In India, your dish is not good if it doesn’t make your taste buds completely absorbed in the taste. As an analogy, Indian food is like the attention seeking child that always wants you to focus on it. If you aren’t focusing on your kid, you’re being negligent.


Indian tip: Don’t be the negligent parent. Focus on your food when it’s in front of you.

It’s the Indian way

Masala Dosa is like a thin pancake and a common southern dish in India

What does Masala mean literally? Expect turmeric, peppers, chili. Anything that’s going to make you wish for a cup of water and some beautifully bland food.

I’ve been vegetarian for the last 4 months since entering India. The cool part is that if you’re vegetarian in India there’s a ton of options! It’s highly accommodating because of the large Hindu population.

Some of the dishes I liked:

Southern Dishes

  • Masala Puri
  • Masala Dosa
  • Palak Paneer
  • Any type of Machurian
  • Masala Mushrooms

Northern Dishes

  • Chole Bhature

Lots of people like dal based dishes in India. I wasn’t as much a fan.

Helpful tip: Regardless of whether you’re a Spartan, as a foreigner make sure you have some fun games on your phone (or a book) for when you spend your days on the toilet seat of your hotel bathroom.

Speaking of toilets:

An endangered bear and how it relates to your potty breaks….

You may be used to something common known as toilet paper. Maybe you use the special Charmin Ultra Strong, or (my favorite),Charmin ULTRA SOFT. Who could forget that lovable bear. Well, odds are you won’t have that in India. In fact, you’ll probably not have toilet paper at all.

News flash: Fluffy little bears name associated with Charmin are endangered in the middle of India. Instead, think how Japan has high tech toilets that spray water and put them back a hundred of years or so. You get water spray. Not sure how to use an Indian bathroom? Check here

This is the Indian Way and this one actually makes more sense than the Western alternative of using toilet paper all time. You use less paper and always have an option to wash the seat. It also reduces strain on the drainage systems. It may take a few attempts to get used to but the spout is very handy when you’re in a tight spot.

Also note you don’t put your toilet paper (to dry) in the toilet seat, often you’ll have a bin and you are to dispose of it there. That took me a while to get used to but this is how it’s done in India.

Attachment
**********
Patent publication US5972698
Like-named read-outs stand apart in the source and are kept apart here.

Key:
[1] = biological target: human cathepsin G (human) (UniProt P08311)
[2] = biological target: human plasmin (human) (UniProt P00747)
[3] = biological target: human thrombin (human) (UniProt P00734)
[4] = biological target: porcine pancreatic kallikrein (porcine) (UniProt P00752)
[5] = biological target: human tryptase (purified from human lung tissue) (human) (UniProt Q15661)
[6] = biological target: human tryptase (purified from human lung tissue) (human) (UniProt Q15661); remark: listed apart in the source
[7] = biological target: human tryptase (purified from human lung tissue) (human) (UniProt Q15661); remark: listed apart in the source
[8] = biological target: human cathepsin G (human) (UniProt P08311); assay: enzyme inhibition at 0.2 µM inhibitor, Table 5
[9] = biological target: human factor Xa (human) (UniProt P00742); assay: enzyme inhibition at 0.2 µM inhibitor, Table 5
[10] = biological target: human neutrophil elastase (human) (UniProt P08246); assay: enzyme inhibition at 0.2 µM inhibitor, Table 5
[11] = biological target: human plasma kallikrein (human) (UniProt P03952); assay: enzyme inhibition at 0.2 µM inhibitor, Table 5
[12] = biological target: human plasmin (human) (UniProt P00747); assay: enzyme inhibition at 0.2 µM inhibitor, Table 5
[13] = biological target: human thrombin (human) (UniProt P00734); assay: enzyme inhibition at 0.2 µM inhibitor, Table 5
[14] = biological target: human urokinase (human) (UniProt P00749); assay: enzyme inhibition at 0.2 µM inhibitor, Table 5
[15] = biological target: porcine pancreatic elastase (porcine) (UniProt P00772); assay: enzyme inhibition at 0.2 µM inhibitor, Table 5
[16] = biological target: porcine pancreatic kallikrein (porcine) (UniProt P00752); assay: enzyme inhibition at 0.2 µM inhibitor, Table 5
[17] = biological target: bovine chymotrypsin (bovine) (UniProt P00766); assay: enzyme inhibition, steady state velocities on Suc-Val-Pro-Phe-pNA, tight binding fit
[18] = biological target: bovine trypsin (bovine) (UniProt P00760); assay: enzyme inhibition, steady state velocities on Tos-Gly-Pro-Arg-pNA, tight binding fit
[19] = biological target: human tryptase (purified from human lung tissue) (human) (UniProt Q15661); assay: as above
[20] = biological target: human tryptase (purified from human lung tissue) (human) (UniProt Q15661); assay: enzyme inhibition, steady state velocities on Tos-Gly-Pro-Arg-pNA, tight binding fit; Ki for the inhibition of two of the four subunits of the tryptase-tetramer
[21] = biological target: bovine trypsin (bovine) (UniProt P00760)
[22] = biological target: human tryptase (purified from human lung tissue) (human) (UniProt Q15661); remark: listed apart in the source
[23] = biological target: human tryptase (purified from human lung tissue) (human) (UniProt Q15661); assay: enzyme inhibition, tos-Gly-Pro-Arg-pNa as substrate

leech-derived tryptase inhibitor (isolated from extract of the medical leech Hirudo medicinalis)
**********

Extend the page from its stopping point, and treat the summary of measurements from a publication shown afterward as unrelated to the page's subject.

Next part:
Indian Toliets
Indian Toilets don't use toilet paper. They use a water spigot

The Indian Headshake

The Infamous Indian HeadShake! What would India be without the infamous headshake.

I do not and do like it? Indian headshakes to foreigners can often seem ambiguous like the sentence I just wrote.

It can often seem like this:

Q: “Do you have Dosa?
A: “Yes and No”
Q: “So Yes?…No?…I don’t understand.”
A: “Yes and No”
Q: “?”
Q: “?”
Q: “I don’t understand. Yes. or No.”
A: “Yes and No”
Q: “…”

Badly interpreted, you can completely misunderstand the Indian headshake and lead yourself in a completely incorrect understanding of a situation!

I don’t pretend to have mastered the Indian headshake, so here’s a video that better explains it:

Lessons on the Indian Headshake

Embrace it

As a foreigner, it seems there’s a lot of things that don’t make sense in India.

Trash is everywhere. Crossing the street is like playing a game of Frogger (GenZ kids here’s a sample: link). People are everywhere. It can smell. Staring is totally normal there. Men can make you feel uncomfortable. Homosexuality is illegal (EDIT: A recent bill just legalized homosexuality!) but men hold hands platonically. There’s giant wealth disparity and no middle class. But even with all these confounding culture realities, there’s also a lot to love about India.

Traffic is Crazy in India
So while I jest and joke about India and the Indian Way as nonsensical (because often it is), there’s still a lot to love about India.

I have spent nearly 4 months in India by choice. I have met some incredible people in India, gone to an Indian wedding, even did some consulting in India. I found love in India, made a few amazing friends, visited the Taj Mahal, and had some of the most amazing food.

My best piece of advice when coming to India is to be prepared for something that won’t always make sense. Your perspective of normality may be challenged and the country might grind against your way of life in the most unexpected ways. Recognize the differences, but also be prepared to embrace and love a culture that is completely different from yours.

Over the next few weeks, I’ll be uploading articles about some of the incredible experiences I’ve had in India. These will be exciting insights to a life most likely very different from your reality. As always, if you have any questions feel free to send me an email at